Here another key collaborator enters downstage left, for the moment replacing Christophe Rousset as a focus, namely Lorenzo Cutuli. Lindsay always approached opera staging from the viewpoint of its original creators, using modern technology, if necessary, to join hands with the original seventeenth, eighteenth or nineteenth century music, in order to tell the original creators’ story… so from the first Fairy Queen moment he was absolutely sure that scenery, costumes and all visual elements (including choreography and gestures) should celebrate the baroque period. And this meant finding the right collaborators, i.e. highly skilled and experienced designers and artists in various fields who would find viable ways to turn his visions into fact. Theatre in the Baroque period was an incredibly elite artform, made possible only through funding from the very peaks of society’s power pyramid… and the amount of painted scenery and complex mechanical flying machinery for each Fairy Act would have been practically impossible in the twentieth century. But we had just tiptoed into the twenty-first century, and a whole series of electrical and digital technologies were developing. So we needed a design team who could recreate baroque period theatrical effects through video and other contemporary methods.

We had first met Lorenzo Cutuli as a young designer in the theatre of his home city Ferrara, during the fit-up for the premiere of Onnagata in 1990. He had seen many of Lindsay’s productions and was thrilled to meet him. He showed us various interesting designs, some for a series of exhibitions and some for future operas, with a taste for rococo. Subsequently, he kept in touch, and sent us a number of impressive opera set designs he was successfully staging. Most of these showed his growing skills in digital design and electronic creation, an area that Lindsay knew offered all kinds of new opportunities, particularly in terms of current developments in video-projection.

By late 2001, we had agreed with Lorenzo that he would be in charge of all the video and digital aspects, involving various Italian players in this field with whom he was already collaborating. This logically then led to establishing his wider role as set designer, implementing Lindsay’s requests. This in turn led to the involvement of a series of high quality theatrical suppliers in northern Italy, which Lorenzo could coordinate and follow… including ad hoc masks and wigs, Titania’s motorised remote-controlled snail-carriage, the construction and painting of the set, and the creation and projection of the video images. This key Italian contribution seemed somehow fitting as part ofour pan-European collaboration, especially since the original Fairy Queen production in London had featured a strong Italian flavour, particularly in its elaborate scenic effects and technology. In every field, our challenge was to echo baroque traditions using emergingtwenty-first century techniques, notable especially in the pioneering work of Sergio Metalli and his company Ideogamma and its virtual scenery effects, here employed to develop and project Lorenzo’s digital designs. In this respect our production was in many ways a forerunner event: today, twenty years later – especially in the inherently non-realistic world of baroque opera – theatrical technology has gone incredibly far further down the roads that were opening up in 2001.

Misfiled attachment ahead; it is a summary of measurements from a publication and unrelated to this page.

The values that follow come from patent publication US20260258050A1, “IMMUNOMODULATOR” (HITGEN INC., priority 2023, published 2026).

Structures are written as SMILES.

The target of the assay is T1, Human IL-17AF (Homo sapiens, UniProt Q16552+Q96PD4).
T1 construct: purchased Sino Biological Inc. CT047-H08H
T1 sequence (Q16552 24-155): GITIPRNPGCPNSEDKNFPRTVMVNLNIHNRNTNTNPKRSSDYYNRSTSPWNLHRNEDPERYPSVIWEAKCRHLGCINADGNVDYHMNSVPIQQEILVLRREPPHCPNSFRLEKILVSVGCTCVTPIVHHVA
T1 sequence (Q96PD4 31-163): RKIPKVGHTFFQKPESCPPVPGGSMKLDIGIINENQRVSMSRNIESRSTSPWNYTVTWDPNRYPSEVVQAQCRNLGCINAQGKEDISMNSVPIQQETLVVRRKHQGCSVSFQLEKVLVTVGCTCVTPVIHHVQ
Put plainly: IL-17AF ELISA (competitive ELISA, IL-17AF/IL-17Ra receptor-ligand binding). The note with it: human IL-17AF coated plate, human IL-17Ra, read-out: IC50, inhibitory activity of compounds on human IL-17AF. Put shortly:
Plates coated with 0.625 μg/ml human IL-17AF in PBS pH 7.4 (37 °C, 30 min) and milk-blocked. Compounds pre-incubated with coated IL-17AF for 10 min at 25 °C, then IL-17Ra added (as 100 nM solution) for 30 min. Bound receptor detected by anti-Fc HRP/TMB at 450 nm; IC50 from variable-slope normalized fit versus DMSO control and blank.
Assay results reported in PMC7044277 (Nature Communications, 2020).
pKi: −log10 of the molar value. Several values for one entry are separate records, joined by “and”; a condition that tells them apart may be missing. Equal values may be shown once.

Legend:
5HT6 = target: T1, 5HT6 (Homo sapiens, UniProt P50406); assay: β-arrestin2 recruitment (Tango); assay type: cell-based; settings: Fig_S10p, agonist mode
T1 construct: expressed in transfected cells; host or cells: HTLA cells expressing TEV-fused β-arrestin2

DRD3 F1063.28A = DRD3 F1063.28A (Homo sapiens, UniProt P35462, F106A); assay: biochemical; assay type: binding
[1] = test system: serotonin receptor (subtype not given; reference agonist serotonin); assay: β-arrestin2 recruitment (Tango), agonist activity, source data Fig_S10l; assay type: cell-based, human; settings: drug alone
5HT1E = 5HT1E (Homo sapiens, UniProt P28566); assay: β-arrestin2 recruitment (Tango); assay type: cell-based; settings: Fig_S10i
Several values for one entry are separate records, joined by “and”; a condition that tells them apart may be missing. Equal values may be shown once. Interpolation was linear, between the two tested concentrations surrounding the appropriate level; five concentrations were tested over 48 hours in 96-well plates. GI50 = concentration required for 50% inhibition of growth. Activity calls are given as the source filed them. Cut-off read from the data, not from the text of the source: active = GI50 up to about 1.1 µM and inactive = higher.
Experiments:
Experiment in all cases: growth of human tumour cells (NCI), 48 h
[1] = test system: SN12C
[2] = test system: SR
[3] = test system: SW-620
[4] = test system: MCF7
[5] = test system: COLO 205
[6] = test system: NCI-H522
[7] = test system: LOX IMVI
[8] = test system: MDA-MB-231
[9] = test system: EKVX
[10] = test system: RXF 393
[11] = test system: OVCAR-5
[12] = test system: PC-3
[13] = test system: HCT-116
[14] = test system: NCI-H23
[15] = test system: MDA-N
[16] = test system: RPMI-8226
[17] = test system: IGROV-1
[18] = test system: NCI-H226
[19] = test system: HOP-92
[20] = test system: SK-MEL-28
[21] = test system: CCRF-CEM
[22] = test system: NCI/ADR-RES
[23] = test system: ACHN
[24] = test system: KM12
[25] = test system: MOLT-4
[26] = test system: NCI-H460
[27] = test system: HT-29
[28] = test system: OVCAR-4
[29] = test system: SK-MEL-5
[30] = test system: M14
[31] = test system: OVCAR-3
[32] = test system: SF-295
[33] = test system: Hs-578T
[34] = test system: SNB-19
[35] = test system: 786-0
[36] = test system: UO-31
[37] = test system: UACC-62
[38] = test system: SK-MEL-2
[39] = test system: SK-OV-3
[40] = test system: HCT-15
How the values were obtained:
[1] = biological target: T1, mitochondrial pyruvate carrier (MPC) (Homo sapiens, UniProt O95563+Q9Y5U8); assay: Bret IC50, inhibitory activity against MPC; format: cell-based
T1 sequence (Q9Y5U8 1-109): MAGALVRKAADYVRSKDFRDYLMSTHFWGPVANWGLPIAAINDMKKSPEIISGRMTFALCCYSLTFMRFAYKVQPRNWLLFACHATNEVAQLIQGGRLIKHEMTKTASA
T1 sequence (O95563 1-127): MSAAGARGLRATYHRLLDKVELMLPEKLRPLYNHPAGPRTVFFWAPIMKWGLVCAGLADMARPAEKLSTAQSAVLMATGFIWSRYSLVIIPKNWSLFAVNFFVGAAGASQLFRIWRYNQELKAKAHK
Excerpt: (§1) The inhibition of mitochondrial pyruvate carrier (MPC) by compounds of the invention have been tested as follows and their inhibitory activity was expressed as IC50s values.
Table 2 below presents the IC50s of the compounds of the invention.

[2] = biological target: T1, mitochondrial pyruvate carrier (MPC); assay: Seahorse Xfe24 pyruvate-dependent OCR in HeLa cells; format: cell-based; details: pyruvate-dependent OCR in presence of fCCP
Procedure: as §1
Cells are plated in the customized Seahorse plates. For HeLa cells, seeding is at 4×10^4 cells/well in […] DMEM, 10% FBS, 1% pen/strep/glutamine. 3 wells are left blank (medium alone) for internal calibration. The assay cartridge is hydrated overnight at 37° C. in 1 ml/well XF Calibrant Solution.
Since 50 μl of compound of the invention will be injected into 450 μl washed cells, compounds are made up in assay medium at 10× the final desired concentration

Of course, the arch-centraliser insisted on us frequently zigzagging around northern Italy to check progress in all departments, usually leaving a trail of despondent suppliers with long lists of modifications to be made… not to mention poor Lorenzo, constrained to rework his designs again and again and again. As for the centraliser, Lindsay by nature was the centre, and the programme credits which may seem excessive – ‘Sets by Lindsay Kemp and Lorenzo Cutuli, costumes by Lindsay Kemp and Josep Massagué, Lighting by Lindsay Kemp and Kiko Planas, Choreography by Alvaro de la Peña and Lindsay Kemp’– corresponded to the truth (at least Lorenzo managed a lone credit, for images and projections!). No area was immune from Lindsay’s beady eye, and no detail was too small to justify an entire afternoon spent searching haberdashery shops for the right colour for a certain character’s buttons, rhinestones or feathers. True, he loved it all like a child, and the singers even grudgingly forgave him for spraying their costumes with pungently smelly spraypaint just before they made their entrances… but more importantly, Lindsay demonstrated how the richer and more complex a production is, the more it benefits from a dominant centre to hold it together: every detail in a coherent style. No compromises, occasional tantrums, but an all-inclusive team spirit based on Lindsay’s passion,and also his encouragement, his laughter, his friendliness and his sense of humour.